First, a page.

Why 1,000-year-old olive oil is Spain’s freshest new flavor

(CNN)It’s a sight that’s been greeting travelers for thousands of years.

On the Montsi plains of southern Catalonia, about a two-hour drive south of Barcelona, lies the Mar de Olivas, or Sea of Olives.
Here, shielded between two small mountain ranges, in a broad dry valley near the mouth of the Ebro River, olive groves stretch as far as the eye can see.
And not just any olive trees: This area hosts the largest concentration of millenary olive trees anywhere in the world.
To qualify as one of these ancient olive trees, the diameter of the trunk has to be more than 3.5 meters, measured at a height of 1.3 meters from the ground.
More than 4,400 trees thought to be 1,000 years or older have already been located and cataloged, while many more may be waiting to be discovered.
With most of these trees still producing oil, customers worldwide are developing a new taste for this ancient flavor.

The oldest olive tree in the world


Those looking for even older artifacts can’t miss the cave paintings at nearby Serra de Godall.
Here, some 8,000 years ago, groups of huntsmen left their pictorial mark in a series of open rock shelters.
The amazing hunting scenes, one of the few sites in Mediterranean cave art to feature women, are clearly visible to the naked eye and accessible for close-up inspection.
As you can see, even the oldest of the trees can look young next to some of the heritage surrounding them.
By claiming back their ancient olive trees, though, the inhabitants of this little-visited corner of the Mediterranean are not only tapping a sustainable economic resource, but re-establishing a direct link with this remote past.

How to get there

Although it’s possible to reach Ulldecona by train, we recommend traveling by car. The local train service is infrequent and the various sites of interest are scattered around a a radius of several kilometers from the town center.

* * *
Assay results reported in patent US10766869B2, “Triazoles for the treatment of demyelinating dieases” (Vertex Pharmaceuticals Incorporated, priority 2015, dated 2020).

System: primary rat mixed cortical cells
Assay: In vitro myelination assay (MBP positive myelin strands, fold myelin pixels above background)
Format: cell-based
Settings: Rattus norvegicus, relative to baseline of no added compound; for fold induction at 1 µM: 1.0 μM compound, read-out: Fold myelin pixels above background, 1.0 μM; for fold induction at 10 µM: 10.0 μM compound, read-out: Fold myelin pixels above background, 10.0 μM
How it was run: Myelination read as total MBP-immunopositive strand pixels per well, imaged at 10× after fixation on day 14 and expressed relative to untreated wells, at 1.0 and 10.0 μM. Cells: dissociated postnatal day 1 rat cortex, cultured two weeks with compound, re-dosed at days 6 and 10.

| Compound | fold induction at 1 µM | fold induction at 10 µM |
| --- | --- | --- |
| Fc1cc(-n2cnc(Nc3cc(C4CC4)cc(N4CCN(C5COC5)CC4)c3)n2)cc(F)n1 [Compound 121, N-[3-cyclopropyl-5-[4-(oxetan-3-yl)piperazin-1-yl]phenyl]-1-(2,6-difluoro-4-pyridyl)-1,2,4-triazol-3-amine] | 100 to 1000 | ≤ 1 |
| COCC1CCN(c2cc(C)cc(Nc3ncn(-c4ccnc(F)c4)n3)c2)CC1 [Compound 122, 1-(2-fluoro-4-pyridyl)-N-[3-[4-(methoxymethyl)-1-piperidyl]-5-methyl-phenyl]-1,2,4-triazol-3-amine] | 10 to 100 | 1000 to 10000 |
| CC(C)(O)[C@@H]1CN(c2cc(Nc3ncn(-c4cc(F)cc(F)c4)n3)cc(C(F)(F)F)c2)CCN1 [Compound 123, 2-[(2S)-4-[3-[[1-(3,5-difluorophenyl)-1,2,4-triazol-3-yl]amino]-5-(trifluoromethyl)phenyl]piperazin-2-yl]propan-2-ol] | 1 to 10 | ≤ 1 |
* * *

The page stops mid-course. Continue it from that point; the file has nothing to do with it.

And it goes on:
From the AP-7 motorway (Barcelona-Valencia), follow exit 42, then road T-332 for around five kilometers.
Guided tours of millenary olive trees can be booked at Ulldecona Tourist Information Office.
The standard package costs 10 euroes (around $11) per person and includes a guided visit to the Airn Estate millenary olives open-air museum (accessible only as part of a guided tour), Ulldecona’s medieval castle and the Serra de Godall cave paintings.
Local millenary oils are also for sale at the Tourist Office.
The oils can also be tried at the Michelin-starred Les Moles and L’Antic Mol restaurants in Ulldecona.
Serra de Godall and Moleta del Remei
To visit the cave paintings, head to Centre d’interpretaci d’Art Rupestre, next to Ermita de la Pietat. Follow the road from Ulldecona to Tortosa for around four kilometers.
It’s advisable to book in advance, either by calling +34653937204 or through Ulldecona Tourist Office.
To reach the archaeological settlement of Moleta del Remei, follow the road from Ulldecona to Alcanar for about two kilometers. Guided tours can be booked through Ulldecona Tourist Office.
Moleta del Remei; 43530 Alcanar, Catalonia, Spain; +34977737639

Read more: http://www.cnn.com/2017/01/24/foodanddrink/millenary-olive-trees-spain/index.html


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